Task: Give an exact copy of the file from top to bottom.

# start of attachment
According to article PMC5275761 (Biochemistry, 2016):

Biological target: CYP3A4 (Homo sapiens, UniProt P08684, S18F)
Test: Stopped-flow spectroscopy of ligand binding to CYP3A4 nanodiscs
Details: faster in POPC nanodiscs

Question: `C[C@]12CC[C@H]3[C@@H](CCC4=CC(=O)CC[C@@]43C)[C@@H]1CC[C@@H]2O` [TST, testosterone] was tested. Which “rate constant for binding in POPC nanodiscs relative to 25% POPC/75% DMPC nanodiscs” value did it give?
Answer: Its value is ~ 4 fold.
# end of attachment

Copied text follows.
According to article PMC5275761 (Biochemistry, 2016):

Biological target: CYP3A4 (Homo sapiens, UniProt P08684, S18F)
Test: Stopped-flow spectroscopy of ligand binding to CYP3A4 nanodiscs
Details: faster in POPC nanodiscs

Question: `C[C@]12CC[C@H]3[C@@H](CCC4=CC(=O)CC[C@@]43C)[C@@H]1CC[C@@H]2O` [TST, testosterone] was tested. Which “rate constant for binding in POPC nanodiscs relative to 25% POPC/75% DMPC nanodiscs” value did it give?
Answer: Its value is ~ 4 fold.